fallout 76

Fallout 76 Not Coming to Steam, Beta Details Revealed

Posted by | News, PC, PlayStation 4, Xbox One | No Comments

In an update to the Fallout 76 B.E.T.A. (Break it Early Test Application) FAQ, Bethesda conspicuously left out Steam from the list of platforms. In a reply to a follow-up reply to PC Gamer, Bethesda confirmed that Fallout 76 will not be coming to Steam on PC, instead it will be exclusive to Bethesda.net.

Fallout 76 is arriving November 14 on PC, PlayStation 4, and Xbox One. The B.E.T.A. is coming in October.

According to the FAQ, the B.E.T.A. will be a significant head start into the full game. Progress carries over when the game officially launches. Since getting into the beta requires pre-ordering, October might as well be an Early Access launch for Fallout 76.

Pre-ordering Fallout 76 will result in an email with a code for the beta “at a later date.” Codes will be provided from either the pre-order receipt or the confirmation email. The B.E.T.A. is fully open to streaming and sharing, and represents the full game that’s launching a month later.

Access to the B.E.T.A. will require a free account at Bethesda.net. Exact start times have yet to be announced, but the FAQ states that it will begin on Xbox One first.

Steam has been the premiere digital marketplace for PC games for years, but we’re finally seeing some significant push-back. It’s well known that Valve takes a 30% commission from all sales on Steam, but most companies find the widespread exposure and user base worth it. It will be interesting to see how Fallout 76 fares on PC, and if it eventually releases on Steam at a later date, as was the case with Fallout Shelter.

Fallout 76 launches on November 14 on PC, PlayStation 4, and Xbox One. The B.E.T.A. begins in October for those who pre-order.

origin access premiere

EA Launches Origin Access Premiere Subscription for PC

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EA has announced a new subscription tier to Origin, EA’s digital storefront and gaming library for PC. The Origin Access Premiere subscription will cost $14.99/month or $99/year. Members will be granted access to 100+ games on Origin as well as additional in-game currency, and early access to new releases such as Madden NFL 19, Battlefield V, and Anthem.

“Origin Access Premier offers players a wealth of content, including all of EA’s PC games and numerous titles from other publishers in a single membership,” said Michael Blank, Senior Vice President, Player Network. “As our first-ever subscription service with full access to newly-released EA games, we’re offering players more freedom to play the games they want, anytime they want.”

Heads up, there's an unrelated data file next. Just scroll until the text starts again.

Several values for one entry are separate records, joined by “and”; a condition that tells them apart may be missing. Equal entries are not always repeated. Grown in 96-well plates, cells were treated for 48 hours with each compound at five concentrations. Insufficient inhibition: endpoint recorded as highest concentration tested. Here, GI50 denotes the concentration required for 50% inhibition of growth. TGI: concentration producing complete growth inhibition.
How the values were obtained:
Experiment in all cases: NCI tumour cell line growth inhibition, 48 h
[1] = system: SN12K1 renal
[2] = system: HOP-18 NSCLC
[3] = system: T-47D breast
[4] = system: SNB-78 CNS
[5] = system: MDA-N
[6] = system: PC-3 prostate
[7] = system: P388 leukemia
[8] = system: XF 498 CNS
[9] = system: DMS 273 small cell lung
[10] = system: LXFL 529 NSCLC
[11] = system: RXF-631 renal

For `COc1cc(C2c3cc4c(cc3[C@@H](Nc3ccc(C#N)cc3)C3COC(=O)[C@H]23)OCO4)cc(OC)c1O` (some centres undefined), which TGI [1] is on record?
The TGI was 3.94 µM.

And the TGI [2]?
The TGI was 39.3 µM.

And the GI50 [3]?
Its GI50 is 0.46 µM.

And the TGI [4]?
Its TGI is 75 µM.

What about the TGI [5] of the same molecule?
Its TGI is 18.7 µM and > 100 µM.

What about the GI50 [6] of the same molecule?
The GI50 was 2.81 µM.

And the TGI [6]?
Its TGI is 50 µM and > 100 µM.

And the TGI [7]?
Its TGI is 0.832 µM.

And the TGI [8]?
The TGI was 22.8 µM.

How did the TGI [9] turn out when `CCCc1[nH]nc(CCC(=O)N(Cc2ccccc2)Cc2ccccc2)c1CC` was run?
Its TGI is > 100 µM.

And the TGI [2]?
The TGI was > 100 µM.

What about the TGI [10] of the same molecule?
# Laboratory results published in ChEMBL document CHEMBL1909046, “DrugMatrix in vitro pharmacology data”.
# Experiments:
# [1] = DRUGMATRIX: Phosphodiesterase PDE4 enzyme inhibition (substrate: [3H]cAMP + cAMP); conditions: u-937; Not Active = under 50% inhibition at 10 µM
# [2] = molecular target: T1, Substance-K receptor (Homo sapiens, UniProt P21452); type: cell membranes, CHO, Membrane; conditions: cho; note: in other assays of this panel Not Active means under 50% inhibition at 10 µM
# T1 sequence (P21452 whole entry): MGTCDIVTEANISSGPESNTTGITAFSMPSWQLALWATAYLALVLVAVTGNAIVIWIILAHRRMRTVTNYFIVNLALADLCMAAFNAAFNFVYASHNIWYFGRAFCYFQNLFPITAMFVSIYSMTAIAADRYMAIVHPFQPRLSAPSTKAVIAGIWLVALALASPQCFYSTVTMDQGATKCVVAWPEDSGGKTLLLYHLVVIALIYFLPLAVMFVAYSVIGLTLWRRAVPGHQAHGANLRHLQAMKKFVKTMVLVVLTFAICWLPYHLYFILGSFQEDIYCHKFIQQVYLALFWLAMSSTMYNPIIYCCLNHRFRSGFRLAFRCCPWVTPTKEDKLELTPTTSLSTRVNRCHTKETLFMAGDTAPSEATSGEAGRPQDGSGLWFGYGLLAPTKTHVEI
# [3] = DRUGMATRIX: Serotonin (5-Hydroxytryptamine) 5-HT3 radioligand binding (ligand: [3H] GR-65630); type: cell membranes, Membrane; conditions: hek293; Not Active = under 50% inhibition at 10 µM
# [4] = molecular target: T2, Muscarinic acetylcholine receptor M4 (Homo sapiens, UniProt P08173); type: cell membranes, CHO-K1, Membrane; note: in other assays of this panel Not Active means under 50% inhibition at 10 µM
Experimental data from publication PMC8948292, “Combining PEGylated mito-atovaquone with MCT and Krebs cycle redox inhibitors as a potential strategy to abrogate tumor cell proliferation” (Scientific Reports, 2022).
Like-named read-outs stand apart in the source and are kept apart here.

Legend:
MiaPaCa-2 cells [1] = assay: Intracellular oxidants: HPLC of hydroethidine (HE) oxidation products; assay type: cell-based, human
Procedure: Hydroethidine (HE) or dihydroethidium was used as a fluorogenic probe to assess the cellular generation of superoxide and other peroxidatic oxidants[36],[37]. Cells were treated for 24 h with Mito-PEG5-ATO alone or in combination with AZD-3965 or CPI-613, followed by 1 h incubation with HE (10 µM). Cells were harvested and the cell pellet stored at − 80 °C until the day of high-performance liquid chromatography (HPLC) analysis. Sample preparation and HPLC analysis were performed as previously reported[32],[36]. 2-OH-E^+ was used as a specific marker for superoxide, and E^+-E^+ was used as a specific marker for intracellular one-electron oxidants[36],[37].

In addition to the Basic tier library of games, the Premiere subscription provides access to the following games:

  • A Way Out
  • Fe
  • The Sims 4 Digital Deluxe Bundle
  • Star Wars Battlefront II
  • Unravel Two
  • Madden NFL 19 Hall of Fame Edition (August 2)
  • FIFA 19 Ultimate Edition (September 20)
  • Battlefield V Deluxe Edition (October 11)
  • Anthem Legion of Dawn Edition (February 15, 2019)

The previous Origin Access Basic membership already granted access to a library of 100+ games for a fraction of the cost: $4.99/month or $29.99/year. The main differences are that Premiere includes extra content (most likely the deluxe edition) with a minimum $20 value. Additionally the Basic subscription grants only 10-hour trials of early access to new games, while the Premiere tier grants full unlimited access to new games several days in advance.

Both tiers also provide 10% off Origin purchases.

Unfortunately EA has also chosen to end its On the House program, where it periodically gave away free downloads to older EA games, such as Theme Hospital, Plants vs. Zombies, and Mass Effect 2. Any games that were added and downloaded from the program will remain in your collection.

Sleep Tight

Sleep Tight Review

Posted by | PC, Reviews, Switch | No Comments

Available On: PC, Switch

Sleep Tight presents the classic monster-in-the-closet tale and transforms it into a kid-themed tower defense game, married with the gun-play of a twin-stick shooter. Both aspects are decently executed if a bit shallow, and the theme of defending your bedroom against an onslaught of Pixar-friendly monsters is a fun one.

Yet Sleep Tight lacks the mechanical depth of other tower defense games, and surviving against the hordes is more of an exercise in quantity over quality.

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